College classes can be held at 7:30 in the morning or 10:30 at night, and most students will have significant breaks to work on self-study throughout the day. Most office jobs, however, are from eight to five (although flexible work schedules are becoming more common). It’s important to get into a routine of getting up early and dealing with the morning commute and also having enough down time later in the day to be prepared to do it all again tomorrow.

4) Gather paperwork

Once students graduate and start new jobs, they’ll be very busy adjusting to their new responsibilities. Gather any academic paperwork needed prior to the first day on the job. This can include official transcripts, letters of recommendation, references, networking contacts, or anything else that might be needed in a particular field. Many employers will ask for this paperwork, so it’s better to have it on hand and readily available.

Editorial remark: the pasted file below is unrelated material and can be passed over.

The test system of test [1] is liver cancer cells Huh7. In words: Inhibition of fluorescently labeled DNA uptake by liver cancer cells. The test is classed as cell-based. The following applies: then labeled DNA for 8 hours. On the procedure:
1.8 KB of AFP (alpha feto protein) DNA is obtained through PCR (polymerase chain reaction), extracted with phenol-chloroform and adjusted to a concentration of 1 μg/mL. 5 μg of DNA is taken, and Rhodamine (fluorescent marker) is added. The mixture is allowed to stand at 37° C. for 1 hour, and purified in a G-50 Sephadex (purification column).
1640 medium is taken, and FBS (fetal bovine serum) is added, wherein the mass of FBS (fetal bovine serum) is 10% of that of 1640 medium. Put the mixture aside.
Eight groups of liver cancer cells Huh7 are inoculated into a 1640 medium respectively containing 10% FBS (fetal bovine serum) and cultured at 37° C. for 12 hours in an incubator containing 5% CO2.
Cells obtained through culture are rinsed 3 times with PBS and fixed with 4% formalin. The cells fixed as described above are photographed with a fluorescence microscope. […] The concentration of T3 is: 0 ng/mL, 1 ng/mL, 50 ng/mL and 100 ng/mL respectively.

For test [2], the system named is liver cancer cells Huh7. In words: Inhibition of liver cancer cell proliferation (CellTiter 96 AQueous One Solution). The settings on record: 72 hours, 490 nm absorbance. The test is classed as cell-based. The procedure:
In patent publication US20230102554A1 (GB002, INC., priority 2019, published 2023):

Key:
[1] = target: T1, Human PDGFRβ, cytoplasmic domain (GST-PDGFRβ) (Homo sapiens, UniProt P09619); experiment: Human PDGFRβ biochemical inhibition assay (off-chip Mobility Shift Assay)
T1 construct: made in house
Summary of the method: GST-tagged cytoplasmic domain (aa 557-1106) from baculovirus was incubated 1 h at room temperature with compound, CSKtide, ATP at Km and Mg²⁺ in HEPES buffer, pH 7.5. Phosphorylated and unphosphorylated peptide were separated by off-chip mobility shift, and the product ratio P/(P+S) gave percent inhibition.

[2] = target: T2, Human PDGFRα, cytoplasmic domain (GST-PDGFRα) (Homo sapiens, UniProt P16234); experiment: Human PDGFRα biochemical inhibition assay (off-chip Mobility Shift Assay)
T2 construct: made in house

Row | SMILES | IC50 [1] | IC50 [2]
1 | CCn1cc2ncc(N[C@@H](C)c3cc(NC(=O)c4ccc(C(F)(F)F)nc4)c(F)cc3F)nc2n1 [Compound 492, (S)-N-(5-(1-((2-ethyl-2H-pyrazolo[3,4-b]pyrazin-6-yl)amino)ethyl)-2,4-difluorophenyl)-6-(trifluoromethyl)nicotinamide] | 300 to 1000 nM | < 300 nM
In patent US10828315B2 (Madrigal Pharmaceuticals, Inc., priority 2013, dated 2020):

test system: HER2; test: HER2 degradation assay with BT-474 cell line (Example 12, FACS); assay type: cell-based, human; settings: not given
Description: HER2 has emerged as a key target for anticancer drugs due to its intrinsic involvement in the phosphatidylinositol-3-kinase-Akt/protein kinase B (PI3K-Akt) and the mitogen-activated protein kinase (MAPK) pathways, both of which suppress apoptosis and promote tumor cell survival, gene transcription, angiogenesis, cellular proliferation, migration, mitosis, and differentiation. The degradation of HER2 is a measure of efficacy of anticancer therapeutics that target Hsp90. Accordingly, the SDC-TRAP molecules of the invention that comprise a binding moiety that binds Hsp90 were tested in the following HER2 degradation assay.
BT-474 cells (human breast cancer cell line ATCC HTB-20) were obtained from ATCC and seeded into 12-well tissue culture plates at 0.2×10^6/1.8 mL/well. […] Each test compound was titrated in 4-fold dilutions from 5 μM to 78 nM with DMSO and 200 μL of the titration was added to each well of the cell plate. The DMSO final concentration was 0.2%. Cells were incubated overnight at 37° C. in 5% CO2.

5) Chat with your mentor

It’s a great idea to sit down with a mentor before starting a new job. A mentor will have specific and valuable insight into a particular field and perhaps even a specific company or manager. Take any advice available in order to be successful the first few months of a new career. Mentors can also help ease anxiety and build confidence that can make those first few weeks run smoothly.

6) Get organized

Graduating from college is a huge transition and can leave students feeling their lives are in disarray. Each person’s situation will be different, but it’s important to begin a new job feeling organized. Whether this means settling into a new home, moving across the country, or just getting paperwork in order, an organized lifestyle will help a person be more professional and help them focus on making a great impression in the workplace.

Want more advice for recent graduates going into the workforce? Check out our blog and follow us on Facebook, LinkedIn, YouTube, and Twitter.

Robyn Scott, guest writer

Robyn Scott, guest writer

Robyn Scott, a guest writer for College Recruiter, is a private tutor with TutorNerds LLC. She has a BA from the University of California, Irvine, and a MA from the University of Southampton, UK.